You will probably not be surprised to hear that I do not have any tattoos. I do not think I even needed the parental admonition ‘For heaven’s sake, whatever you do, DON’T get a tattoo!’ Certainly, for me now to join the tattoo fashion, so late in the day, would merely reveal an undignified yearning for a second adolescence and some unseemly attitudes.
But nevertheless, in younger slightly more adventurous days, when the very idea of a tattoo was rather more daring and dangerous, the wild thought did occasionally strike me that a tattoo might be rather ~ exciting. But the thing was, it could not just be any old tattoo. It would have to be a very special one, a design of particular beauty and distinction, and holding special significance for me. But those circumstances never arose. Which is perhaps just as well. It is a mystery to me, the casualness with which people now ink their bodies with very ordinary random bits and pieces, never to be removed. Call me old-fashioned…
I take some comfort from a cartoon I recently saw in the New Yorker. A woman was in a tattoo parlour ~ ‘studio’, I beg your pardon ~ and had obviously been discussing her forthcoming tattoo with the tattooist. He was fiddling with his computer and said to her, as he was looking at the screen, ‘And here’s what your tattoo will look like in thirty years’ time….’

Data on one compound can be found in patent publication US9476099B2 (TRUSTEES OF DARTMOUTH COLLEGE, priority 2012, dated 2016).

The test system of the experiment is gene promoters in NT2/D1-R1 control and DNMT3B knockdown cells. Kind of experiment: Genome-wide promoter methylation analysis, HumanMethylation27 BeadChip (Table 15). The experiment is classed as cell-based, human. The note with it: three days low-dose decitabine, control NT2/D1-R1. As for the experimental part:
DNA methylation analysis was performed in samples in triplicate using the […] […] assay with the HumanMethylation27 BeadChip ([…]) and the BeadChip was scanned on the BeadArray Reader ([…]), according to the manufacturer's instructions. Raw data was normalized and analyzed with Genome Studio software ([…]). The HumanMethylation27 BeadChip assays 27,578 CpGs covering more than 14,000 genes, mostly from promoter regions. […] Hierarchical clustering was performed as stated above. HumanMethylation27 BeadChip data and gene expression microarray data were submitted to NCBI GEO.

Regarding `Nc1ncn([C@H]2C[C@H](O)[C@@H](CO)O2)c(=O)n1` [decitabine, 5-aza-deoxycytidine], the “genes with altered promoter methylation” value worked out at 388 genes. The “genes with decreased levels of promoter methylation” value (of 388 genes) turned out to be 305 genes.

Such memories have a certain aptness when thinking of the proposal to change our flag. I have no absolute implacable opposition to a change. If the design is a good one ~ no, not just a good one, a special one, like my tattoo ~ and if the people of this nation overwhelmingly desire a change, it is difficult to raise any objections in principle. Those are, of course, two very big ‘ifs’, and they will be considered further below! But leaving them to one side for the moment, I cannot help but think that there is something just ever so slightly ~ well, to be blunt, adolescent ~ about the desire to change the flag. It is nonsense to say that we need a new flag in order to express our identity as a nation. Our current flag expresses our identity perfectly well. There is the blue of the Pacific, across which all our ancestors, Polynesian and Briton, sailed to this new land; there, against the blue of the heavens, is the Southern Cross, the great constellation of our skies; and in one corner, there is the flag of the old country from whom, up until very recently anyway, all of us, Maori included, could trace their descent, the country that gave us our language, our government and laws, our culture, the country which more than any other has shaped absolutely every last New Zealander. I do not see that its presence on our flag is so dreadfully inappropriate. Our current flag does express our identity. I have read the claim that a new flag would represent all of us. The existing one does that. New immigrants to this country come here to become like us. When people talk about needing a new flag in order to express our identity, what they actually mean is that they do not like the identity we have now. They want a new identity. They should be honest about this. But they are not, and they dare not be, because if we were allowed to discuss the question we might come up with some answers that the cultural powers would dislike. So we are just told that we are bicultural or multicultural ~ claims both dubious and, if true, dangerous.